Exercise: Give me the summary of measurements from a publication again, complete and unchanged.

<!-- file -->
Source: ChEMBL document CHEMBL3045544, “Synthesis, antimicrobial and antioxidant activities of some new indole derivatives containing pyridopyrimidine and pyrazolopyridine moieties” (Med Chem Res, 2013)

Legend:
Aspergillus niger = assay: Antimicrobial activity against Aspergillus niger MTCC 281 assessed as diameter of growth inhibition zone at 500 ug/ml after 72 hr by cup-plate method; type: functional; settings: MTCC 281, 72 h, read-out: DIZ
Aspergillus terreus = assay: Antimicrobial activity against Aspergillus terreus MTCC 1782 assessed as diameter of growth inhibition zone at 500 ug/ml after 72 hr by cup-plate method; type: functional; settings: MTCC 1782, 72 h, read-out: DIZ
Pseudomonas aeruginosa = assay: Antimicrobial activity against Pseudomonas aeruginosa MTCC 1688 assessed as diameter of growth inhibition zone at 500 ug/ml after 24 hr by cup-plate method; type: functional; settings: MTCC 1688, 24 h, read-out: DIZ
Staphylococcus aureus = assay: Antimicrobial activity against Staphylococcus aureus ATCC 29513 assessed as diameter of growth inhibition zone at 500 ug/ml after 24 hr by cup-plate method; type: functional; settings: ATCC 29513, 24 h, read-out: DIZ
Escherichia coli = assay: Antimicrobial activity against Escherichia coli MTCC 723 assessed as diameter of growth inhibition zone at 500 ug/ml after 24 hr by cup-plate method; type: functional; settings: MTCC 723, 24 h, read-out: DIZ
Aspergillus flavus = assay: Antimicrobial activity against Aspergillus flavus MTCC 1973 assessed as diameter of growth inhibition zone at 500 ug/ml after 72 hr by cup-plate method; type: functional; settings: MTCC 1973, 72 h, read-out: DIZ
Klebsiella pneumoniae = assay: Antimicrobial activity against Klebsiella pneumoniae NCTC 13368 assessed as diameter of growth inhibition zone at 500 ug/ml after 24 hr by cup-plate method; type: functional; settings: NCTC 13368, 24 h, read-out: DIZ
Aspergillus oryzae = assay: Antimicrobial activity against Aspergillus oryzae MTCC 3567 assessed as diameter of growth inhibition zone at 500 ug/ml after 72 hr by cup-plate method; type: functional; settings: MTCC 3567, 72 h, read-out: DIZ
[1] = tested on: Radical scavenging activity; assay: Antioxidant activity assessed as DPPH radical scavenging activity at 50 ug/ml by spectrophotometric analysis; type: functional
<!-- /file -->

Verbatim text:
Source: ChEMBL document CHEMBL3045544, “Synthesis, antimicrobial and antioxidant activities of some new indole derivatives containing pyridopyrimidine and pyrazolopyridine moieties” (Med Chem Res, 2013)

Legend:
Aspergillus niger = assay: Antimicrobial activity against Aspergillus niger MTCC 281 assessed as diameter of growth inhibition zone at 500 ug/ml after 72 hr by cup-plate method; type: functional; settings: MTCC 281, 72 h, read-out: DIZ
Aspergillus terreus = assay: Antimicrobial activity against Aspergillus terreus MTCC 1782 assessed as diameter of growth inhibition zone at 500 ug/ml after 72 hr by cup-plate method; type: functional; settings: MTCC 1782, 72 h, read-out: DIZ
Pseudomonas aeruginosa = assay: Antimicrobial activity against Pseudomonas aeruginosa MTCC 1688 assessed as diameter of growth inhibition zone at 500 ug/ml after 24 hr by cup-plate method; type: functional; settings: MTCC 1688, 24 h, read-out: DIZ
Staphylococcus aureus = assay: Antimicrobial activity against Staphylococcus aureus ATCC 29513 assessed as diameter of growth inhibition zone at 500 ug/ml after 24 hr by cup-plate method; type: functional; settings: ATCC 29513, 24 h, read-out: DIZ
Escherichia coli = assay: Antimicrobial activity against Escherichia coli MTCC 723 assessed as diameter of growth inhibition zone at 500 ug/ml after 24 hr by cup-plate method; type: functional; settings: MTCC 723, 24 h, read-out: DIZ
Aspergillus flavus = assay: Antimicrobial activity against Aspergillus flavus MTCC 1973 assessed as diameter of growth inhibition zone at 500 ug/ml after 72 hr by cup-plate method; type: functional; settings: MTCC 1973, 72 h, read-out: DIZ
Klebsiella pneumoniae = assay: Antimicrobial activity against Klebsiella pneumoniae NCTC 13368 assessed as diameter of growth inhibition zone at 500 ug/ml after 24 hr by cup-plate method; type: functional; settings: NCTC 13368, 24 h, read-out: DIZ
Aspergillus oryzae = assay: Antimicrobial activity against Aspergillus oryzae MTCC 3567 assessed as diameter of growth inhibition zone at 500 ug/ml after 72 hr by cup-plate method; type: functional; settings: MTCC 3567, 72 h, read-out: DIZ
[1] = tested on: Radical scavenging activity; assay: Antioxidant activity assessed as DPPH radical scavenging activity at 50 ug/ml by spectrophotometric analysis; type: functional